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Announcements: National Infant Immunization Week — April 21–28, 2012

The 18th annual National Infant Immunization Week (NIIW) will be observed April 21–28, 2012. Local and state health departments, national immunization partners, health-care professionals, and community leaders across the United States will collaborate to highlight the achievements and benefits of immunization through community activities and events, including grand rounds and educational training for health-care professionals and parents, media briefings, and immunization clinics.

This year, NIIW will be observed simultaneously with World Immunization Week (WIW), the first ever global immunization observance, an initiative of the World Health Organization to promote immunization and advance equity in the use of vaccines and universal access to vaccination services. This year also includes the inaugural presentation of the CDC Childhood Immunization Champion Award, given jointly by CDC and the CDC Foundation to recognize persons for the important contributions they have made to public health through their work in childhood immunizations. In the United States, CDC currently recommends that children aged ≤2 years receive vaccines to protect against diseases caused by 14 different pathogens (1).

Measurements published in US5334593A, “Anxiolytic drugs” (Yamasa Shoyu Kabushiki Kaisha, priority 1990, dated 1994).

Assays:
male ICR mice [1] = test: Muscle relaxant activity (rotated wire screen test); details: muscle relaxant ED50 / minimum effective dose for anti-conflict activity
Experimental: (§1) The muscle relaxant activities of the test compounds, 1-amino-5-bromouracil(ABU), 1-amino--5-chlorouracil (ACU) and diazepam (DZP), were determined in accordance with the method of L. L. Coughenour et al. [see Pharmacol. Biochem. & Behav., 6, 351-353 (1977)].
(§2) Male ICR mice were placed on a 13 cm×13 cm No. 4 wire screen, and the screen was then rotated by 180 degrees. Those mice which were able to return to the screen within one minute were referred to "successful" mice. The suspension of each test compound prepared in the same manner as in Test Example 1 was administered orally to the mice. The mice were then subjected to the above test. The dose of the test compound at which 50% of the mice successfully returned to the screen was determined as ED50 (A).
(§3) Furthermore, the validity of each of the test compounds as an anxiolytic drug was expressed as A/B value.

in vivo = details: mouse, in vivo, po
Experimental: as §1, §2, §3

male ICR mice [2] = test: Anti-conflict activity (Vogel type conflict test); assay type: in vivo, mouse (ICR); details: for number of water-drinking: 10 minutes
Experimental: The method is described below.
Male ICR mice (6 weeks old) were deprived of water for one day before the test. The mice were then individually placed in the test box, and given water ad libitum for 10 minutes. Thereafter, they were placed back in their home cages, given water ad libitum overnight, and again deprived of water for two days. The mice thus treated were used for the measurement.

Immunization rates for vaccines routinely recommended for children remain at or near record highs (2). Nevertheless, recent cases of measles (3) and pertussis (4) in the United States highlight the importance of maintaining high immunization rates. High vaccination coverage in children requires parental acceptance of routine childhood immunization. A recent survey of U.S. parents with children aged <6 years indicated that most parents are confident or very confident in the safety (72.2%), effectiveness (77.8%), and benefit of vaccines (79.6%) (5). To remind parents of the value of their children being vaccinated in accordance with the recommended immunization schedule, CDC is introducing print advertisements, posters, and radio and television public service announcements. Additional information about NIIW is available at http://www.cdc.gov/vaccines/events/niiw.

References

  1. CDC. Recommended immunization schedules for persons aged 0 through 18 years—United States, 2012. MMWR 2012;61(5).
  2. CDC. National, state, and local area vaccination coverage among children aged 19–35 months—United States, 2009. MMWR 2010;59:1171–7.
  3. CDC. Measles—United States, 2011. MMWR 2012;61:253–7.
  4. CDC. Notice to readers: final 2010 reports of nationally notifiable infectious diseases. MMWR 2011;60:1088–101.
  5. Kennedy A, LaVail K, Basket M, Nowak G. Assessing the current state of immunization attitudes in the United States: results from the 2011 ConsumerStyles Survey [Poster]. Presented at the 1st Annual Immunization Conference Online, March 26–28, 2012. Available at http://cdc.confex.com/cdc/nic2012/webprogram/Paper30098.html.

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References to non-CDC sites on the Internet are provided as a service to MMWR readers and do not constitute or imply endorsement of these organizations or their programs by CDC or the U.S. Department of Health and Human Services. CDC is not responsible for the content of pages found at these sites. URL addresses listed in MMWR were current as of the date of publication.


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